Kaddy Benyon is a poet and former television scriptwriter. She lives in Cambridge with her husband and two children. In November 2020, she began her journey as a patient at The Royal Orthopaedic Hospital when she discovered a lump. Here is her story…
“In November last year, getting changed on the riverbank after my daily swim, I noticed a small lump in my left thigh. At first I thought it was a bite or a bump, but it wasn't itchy and it didn't hurt. When it hadn’t gone down after a few weeks, I went to my GP who was concerned enough to refer me for a scan. Two days before Christmas, I had an ultrasound which quickly led to an MRI and then to a CT scan and I was referred to The Royal Orthopaedic Hospital (ROH) for a biopsy which came back inconclusive; the only option was to have surgery to remove my mysterious guest.
“On 24 February 2021, I was admitted to Ward 4 at the height of the most deadly wave of the COVID-19 pandemic. I was a long way from home and unable to have visitors for the duration of my week-long stay. It was a frightening time but would have been more so had I not been cared for by such compassionate, intuitive, playful and encouraging NHS staff.
"I would like to say a great big ‘THANK YOU!’ to every single member of Ward 4 staff who checked my leg, monitored my blood pressure, oxygen levels, sugar levels, who injected me as painlessly as possible, who helped me to the loo, who washed me, fed me, filled and refilled my water jug (sorry, thirsty gal), cleaned my room, changed my sheets, told me about the weather, who smiled at the photo of my children by my bed, gave me morphine, who showed me how to self-inject an anticoagulant into my tummy, who encouraged me out of bed when I couldn’t bend my leg, and who helped me access the Wi-Fi so I could Zoom home. I am especially grateful to the nurse who caught me when I fainted the first time I stood up, and to the crash team who burst in as though we were in an episode of Casualty!
“Once I was well enough to make the journey back to Cambridge, I was greeted by my husband, kids, cats, cards and curry. I made a speedy recovery at home, mostly I think because I was so desperate to get back in that river of mine! I have swum almost daily throughout adulthood, mostly in my local pool. Around six years ago, a friend invited me to swim with her in the river from a small, unassuming club in Newnham she was a member of. I fell hard for swimming in nature, so I joined too. For the first five years, I only swam on the hottest days of summer, often taking my children for play swims. But as the virus began to take hold again last autumn, I felt I couldn’t face another indefinite period without pool swimming, so along with some of the women I had met at the riverbank club (now affectionately known as The Swim Sisters), we decided to see whether we could swim through winter in the river. I was certain I wouldn’t be able to tolerate water any cooler than 17 degrees, but buoyed by companionship and adventure, all of us kept turning up day after dark, rainy day - my own coldest swim being 2.5 degrees on the day I had to start isolating before surgery.
“By March I was able to hobble along the riverbank on my crutches and to watch (and envy) my swimming sisters. At my check-up in April, I was a gazillion miles beyond relieved to learn that the tumour had been benign. And two weeks after that, thanks to my physio, my acupuncturist and of course my cheerleading swimming sisters, I was finally able to get back in the river and resume my daily swims.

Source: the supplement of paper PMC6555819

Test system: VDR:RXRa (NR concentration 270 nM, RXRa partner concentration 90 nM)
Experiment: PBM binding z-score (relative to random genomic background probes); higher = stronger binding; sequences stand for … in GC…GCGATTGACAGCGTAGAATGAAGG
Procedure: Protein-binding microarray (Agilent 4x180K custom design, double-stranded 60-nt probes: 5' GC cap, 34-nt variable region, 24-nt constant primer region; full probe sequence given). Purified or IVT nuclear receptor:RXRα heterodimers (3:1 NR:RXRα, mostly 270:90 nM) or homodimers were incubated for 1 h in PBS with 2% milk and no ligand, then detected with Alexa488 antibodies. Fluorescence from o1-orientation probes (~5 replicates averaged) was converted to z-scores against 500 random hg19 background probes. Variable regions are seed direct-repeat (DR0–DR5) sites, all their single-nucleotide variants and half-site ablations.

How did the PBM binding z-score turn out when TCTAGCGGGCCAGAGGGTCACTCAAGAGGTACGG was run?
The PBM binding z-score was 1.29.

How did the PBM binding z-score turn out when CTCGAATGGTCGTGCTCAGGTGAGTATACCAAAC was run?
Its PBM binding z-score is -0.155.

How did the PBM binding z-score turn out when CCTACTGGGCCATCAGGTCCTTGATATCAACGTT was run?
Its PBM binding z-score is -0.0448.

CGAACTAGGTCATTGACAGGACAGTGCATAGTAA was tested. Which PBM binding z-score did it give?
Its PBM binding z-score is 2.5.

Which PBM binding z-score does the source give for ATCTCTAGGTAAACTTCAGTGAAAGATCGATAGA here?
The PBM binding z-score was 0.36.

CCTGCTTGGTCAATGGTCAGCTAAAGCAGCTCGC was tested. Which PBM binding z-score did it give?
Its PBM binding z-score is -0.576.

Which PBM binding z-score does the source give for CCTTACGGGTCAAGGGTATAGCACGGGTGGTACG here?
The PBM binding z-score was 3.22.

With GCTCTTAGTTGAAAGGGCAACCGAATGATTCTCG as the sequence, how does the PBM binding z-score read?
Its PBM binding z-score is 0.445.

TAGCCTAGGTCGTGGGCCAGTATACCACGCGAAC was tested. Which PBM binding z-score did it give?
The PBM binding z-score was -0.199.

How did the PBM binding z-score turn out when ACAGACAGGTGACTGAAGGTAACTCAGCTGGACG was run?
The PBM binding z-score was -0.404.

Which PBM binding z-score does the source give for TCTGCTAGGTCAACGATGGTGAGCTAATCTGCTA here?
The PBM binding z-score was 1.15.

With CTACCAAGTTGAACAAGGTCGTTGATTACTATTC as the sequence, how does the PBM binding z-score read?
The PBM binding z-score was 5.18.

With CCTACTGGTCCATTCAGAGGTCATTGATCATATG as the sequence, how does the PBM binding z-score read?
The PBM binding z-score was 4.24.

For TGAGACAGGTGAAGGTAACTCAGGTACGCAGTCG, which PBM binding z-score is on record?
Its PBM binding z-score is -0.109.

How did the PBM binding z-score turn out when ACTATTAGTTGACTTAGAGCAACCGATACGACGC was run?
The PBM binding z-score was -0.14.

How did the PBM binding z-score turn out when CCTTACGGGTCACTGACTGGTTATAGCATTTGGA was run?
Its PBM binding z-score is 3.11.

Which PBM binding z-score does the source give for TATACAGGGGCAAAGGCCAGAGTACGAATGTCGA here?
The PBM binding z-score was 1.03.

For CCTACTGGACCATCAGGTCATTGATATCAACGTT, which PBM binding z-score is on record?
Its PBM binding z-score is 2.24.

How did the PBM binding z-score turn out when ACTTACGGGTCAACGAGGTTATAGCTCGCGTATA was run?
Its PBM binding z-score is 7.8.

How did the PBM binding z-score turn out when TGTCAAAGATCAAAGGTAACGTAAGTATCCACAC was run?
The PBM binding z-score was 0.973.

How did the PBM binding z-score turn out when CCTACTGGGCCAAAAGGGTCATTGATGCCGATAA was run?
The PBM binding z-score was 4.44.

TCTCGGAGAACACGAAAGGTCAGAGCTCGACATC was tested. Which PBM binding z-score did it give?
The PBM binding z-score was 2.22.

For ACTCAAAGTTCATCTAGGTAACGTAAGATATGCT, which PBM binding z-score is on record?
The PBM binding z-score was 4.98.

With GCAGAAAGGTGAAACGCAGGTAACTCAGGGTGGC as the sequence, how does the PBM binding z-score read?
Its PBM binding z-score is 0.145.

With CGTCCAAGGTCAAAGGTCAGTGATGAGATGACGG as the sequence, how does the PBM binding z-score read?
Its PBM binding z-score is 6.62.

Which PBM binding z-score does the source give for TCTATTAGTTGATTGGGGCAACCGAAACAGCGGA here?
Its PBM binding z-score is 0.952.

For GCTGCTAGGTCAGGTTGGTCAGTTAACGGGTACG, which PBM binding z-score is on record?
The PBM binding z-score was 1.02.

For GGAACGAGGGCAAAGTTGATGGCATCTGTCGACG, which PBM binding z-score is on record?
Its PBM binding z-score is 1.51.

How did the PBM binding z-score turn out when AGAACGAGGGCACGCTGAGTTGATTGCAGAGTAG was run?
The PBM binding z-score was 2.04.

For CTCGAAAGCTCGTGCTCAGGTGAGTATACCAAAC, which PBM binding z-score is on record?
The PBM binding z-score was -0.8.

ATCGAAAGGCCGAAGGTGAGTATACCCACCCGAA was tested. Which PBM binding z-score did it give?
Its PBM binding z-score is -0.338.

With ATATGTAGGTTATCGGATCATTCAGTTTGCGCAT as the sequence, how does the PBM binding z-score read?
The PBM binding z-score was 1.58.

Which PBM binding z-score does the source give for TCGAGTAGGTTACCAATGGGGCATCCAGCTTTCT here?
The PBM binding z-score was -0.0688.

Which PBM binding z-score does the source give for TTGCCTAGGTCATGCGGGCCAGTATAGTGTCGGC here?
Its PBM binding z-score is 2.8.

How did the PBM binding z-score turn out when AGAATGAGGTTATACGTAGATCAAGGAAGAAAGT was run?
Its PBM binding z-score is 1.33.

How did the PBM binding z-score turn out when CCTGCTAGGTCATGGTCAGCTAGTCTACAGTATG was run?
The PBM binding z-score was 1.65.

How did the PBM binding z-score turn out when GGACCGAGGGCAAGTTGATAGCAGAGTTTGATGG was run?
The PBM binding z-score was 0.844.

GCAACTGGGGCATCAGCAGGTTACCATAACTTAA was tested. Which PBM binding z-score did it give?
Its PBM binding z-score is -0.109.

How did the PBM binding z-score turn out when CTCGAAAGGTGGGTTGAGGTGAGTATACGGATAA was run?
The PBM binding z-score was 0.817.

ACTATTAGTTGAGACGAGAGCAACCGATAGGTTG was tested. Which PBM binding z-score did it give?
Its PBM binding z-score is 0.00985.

“I now have a cracking 8" scar along my left thigh and a permanent disfigurement, having lost two thirds of one of my quadriceps. I have also had to learn to walk again, to drive, to ride my bike, and of course to swim. Sometimes I need to go slowly as I am liable to cramp in the part of the muscle I still have when I overuse it.
“On Sunday 26 September, some of my swim sisters and I will attempt to swim the 2k stretch of the River Cam between The Orchard at Grantchester and Sheep’s Green near Lammas Land. If you are local and would like to support us in person (or even if you’re not so local but fancy a day trip to Cambridge) please do come to either the start point, the end point, or any of the riverbank along Grantchester Meadows and cheer us along, you’ll be able to spot us by our neon tow bags! We estimate being in the water for about an hour, and we will (hopefully) celebrate our achievement with coffee and cake for all at the finish. My lovely school friend and her partner, who run My Persian Kitchen in Cambridge, are very kindly donating two delicious Persian Love Cakes - they are not to be missed!”
Kaddy raised £1000 in her sponsored open water swim and has worked with the staff on ward 4 to develop a meaninful way to utilise the funds within the department. After much discussion with the ward team, Kaddy and Ward Manager - Yi Kessey, agreed that the funds will be supporting wellbeing facilities for staff on the ward.
These funds have enabled the department to receive revitalised break facilities on Ward 4 where she spent most of her inpatient stay. This included refreshment facilities, a new coffee machine and new smart TV for staff to utilise whilst on their break. We cannot thank Kaddy enough for her fundraising support and for sharing her story with the world.
To share your story or support ROH Charity in any way, contact us on 0121 685 4379 or email firstname.lastname@example.org.
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Registered Charity Number: 1078046
Call: 0121 6854379